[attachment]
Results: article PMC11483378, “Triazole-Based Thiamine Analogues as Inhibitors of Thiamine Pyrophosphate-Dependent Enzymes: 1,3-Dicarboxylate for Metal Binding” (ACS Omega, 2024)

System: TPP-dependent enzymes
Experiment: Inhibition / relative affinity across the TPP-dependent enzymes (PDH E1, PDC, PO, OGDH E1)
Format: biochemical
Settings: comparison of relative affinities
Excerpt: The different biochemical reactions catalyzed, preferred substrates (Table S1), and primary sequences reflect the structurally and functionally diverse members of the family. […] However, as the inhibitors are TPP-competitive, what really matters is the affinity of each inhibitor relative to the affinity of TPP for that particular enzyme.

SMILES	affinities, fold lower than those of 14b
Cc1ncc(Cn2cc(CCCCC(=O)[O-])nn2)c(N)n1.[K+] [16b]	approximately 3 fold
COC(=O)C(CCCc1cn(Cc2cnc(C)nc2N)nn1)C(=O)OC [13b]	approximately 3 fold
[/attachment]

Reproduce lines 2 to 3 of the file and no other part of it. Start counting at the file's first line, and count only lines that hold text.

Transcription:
System: TPP-dependent enzymes
Experiment: Inhibition / relative affinity across the TPP-dependent enzymes (PDH E1, PDC, PO, OGDH E1)